President Barack Obama, Illinois Gov. Pat Quinn, and U.S. Senate candidate Alexi Giannoulias picked up breakfast at Hyde Park's Valois Cafeteria this morning. For the President of the United States just about every public act is symbolic, even his dining choices. So it is with his choice of Valois.
I know Valois from a few years back when I helped my friend, the photographer Ray Flerlage, promote his book, Chicago Blues As Seen From The Inside. Ray lived in the nearby South Shore neighborhood but didn't like to receive strangers at his home, so at his suggestion I always took him to Valois to meet with reporters.
Sorry, France, but the locals pronounce it 'va-LOY.'
Valois has been there a long time and according to Ray, it was the first Chicago restaurant to serve blacks and whites together. That is its symbolic significance, that and the fact that it is a no-frills, regular folks kind of place, just a small storefront with about 20 tables and a steam table cafeteria line at the back. The food is hearty, good and cheap. The people are friendly, although like most cafeterias they don't let you dawdle in line.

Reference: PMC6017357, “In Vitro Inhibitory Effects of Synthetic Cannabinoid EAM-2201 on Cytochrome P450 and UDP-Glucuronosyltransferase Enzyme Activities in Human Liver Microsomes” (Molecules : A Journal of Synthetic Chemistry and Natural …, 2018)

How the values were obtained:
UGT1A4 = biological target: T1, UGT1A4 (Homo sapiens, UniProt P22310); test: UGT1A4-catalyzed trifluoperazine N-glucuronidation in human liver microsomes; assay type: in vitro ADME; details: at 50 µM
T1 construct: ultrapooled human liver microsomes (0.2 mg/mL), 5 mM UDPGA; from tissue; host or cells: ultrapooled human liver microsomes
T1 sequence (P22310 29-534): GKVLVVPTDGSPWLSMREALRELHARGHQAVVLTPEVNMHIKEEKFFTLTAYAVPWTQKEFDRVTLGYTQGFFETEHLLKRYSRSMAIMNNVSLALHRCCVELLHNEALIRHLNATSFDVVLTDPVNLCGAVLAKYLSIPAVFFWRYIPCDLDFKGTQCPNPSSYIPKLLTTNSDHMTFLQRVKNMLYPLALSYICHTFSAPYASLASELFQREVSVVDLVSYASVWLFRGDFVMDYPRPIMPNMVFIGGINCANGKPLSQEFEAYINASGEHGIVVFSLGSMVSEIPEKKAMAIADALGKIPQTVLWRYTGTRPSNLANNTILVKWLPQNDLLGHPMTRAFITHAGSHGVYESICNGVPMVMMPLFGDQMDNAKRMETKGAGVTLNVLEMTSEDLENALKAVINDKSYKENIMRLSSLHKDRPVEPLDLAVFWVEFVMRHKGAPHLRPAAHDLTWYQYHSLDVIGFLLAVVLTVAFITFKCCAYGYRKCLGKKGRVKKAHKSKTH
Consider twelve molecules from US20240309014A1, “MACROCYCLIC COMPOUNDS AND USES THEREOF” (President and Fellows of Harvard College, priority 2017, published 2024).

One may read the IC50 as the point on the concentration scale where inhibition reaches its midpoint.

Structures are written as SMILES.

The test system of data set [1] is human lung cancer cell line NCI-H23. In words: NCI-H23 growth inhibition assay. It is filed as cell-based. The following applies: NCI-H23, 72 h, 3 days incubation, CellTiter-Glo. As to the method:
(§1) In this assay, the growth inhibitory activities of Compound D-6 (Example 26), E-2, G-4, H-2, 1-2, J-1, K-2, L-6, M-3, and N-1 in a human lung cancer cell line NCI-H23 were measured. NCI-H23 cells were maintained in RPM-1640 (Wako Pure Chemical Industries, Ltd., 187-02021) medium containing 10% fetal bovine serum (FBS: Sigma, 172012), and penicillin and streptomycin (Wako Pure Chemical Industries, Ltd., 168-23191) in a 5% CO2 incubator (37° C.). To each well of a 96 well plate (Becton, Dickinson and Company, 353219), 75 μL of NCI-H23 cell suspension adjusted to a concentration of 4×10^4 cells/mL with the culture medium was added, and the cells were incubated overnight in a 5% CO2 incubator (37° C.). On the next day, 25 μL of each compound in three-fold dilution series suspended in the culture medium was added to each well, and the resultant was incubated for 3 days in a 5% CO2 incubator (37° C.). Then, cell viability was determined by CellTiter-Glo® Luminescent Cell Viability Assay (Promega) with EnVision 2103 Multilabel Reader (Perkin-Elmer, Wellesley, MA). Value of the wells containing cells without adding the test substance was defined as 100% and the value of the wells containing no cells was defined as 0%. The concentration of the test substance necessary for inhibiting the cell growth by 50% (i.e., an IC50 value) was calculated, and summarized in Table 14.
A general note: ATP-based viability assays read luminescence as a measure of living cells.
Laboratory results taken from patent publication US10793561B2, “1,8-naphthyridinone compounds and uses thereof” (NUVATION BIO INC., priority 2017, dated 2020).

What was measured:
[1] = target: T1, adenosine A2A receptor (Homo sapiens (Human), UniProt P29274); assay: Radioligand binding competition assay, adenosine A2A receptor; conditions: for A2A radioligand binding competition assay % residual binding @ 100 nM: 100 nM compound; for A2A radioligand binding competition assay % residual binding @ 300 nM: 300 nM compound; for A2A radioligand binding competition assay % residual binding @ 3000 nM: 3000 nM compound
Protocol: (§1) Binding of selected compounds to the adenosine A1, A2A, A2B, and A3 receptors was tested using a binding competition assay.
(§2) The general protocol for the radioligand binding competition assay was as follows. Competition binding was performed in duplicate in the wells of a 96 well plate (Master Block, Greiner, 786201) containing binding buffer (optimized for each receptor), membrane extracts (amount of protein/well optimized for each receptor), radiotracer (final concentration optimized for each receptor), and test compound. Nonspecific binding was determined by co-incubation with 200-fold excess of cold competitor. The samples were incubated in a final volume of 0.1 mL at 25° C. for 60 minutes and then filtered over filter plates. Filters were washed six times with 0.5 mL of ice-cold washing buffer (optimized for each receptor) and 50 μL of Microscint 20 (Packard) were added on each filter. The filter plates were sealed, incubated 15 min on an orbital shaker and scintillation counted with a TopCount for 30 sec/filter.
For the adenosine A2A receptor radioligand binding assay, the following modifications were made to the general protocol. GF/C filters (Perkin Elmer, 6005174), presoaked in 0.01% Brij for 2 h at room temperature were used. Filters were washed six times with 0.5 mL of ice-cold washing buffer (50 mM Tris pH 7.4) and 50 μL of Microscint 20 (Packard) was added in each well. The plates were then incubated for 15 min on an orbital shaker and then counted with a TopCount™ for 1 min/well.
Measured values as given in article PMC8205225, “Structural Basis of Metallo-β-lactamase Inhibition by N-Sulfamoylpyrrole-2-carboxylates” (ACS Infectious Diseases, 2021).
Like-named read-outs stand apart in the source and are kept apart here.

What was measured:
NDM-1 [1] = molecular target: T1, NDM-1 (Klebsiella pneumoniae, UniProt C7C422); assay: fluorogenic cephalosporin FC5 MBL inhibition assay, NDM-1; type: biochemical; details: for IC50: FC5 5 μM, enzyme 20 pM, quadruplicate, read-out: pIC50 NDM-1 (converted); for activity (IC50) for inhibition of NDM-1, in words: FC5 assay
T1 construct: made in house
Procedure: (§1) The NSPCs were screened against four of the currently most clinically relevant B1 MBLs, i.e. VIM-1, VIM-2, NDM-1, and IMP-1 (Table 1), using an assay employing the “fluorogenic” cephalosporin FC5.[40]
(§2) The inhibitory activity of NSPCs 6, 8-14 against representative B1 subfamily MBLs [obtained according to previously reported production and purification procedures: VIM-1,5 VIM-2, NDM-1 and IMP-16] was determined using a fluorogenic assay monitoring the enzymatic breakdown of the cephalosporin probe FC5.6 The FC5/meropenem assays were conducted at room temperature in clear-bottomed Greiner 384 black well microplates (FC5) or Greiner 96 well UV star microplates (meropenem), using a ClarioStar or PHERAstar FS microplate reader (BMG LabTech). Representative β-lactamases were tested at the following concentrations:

The president and I like a lot of the same Chicago restaurants. Last night he went to Topolobampo. I've only been there a couple of times but years ago a girlfriend and I used to have brunch at Rick Bayless's other place, Frontera Grill, almost every Saturday morning. I also frequent Manny's Deli, a favorite with local cops, firemen, other city workers, and pols like President Obama.
I keep waiting for him to show up at Rosa's Blues Lounge on one of these visits. He held one of his first fundraisers for his senate campaign there. Somehow I managed to miss him at all of these places back when he was just a little-known local politician, at least so far as I know, but at least I know we have similar tastes.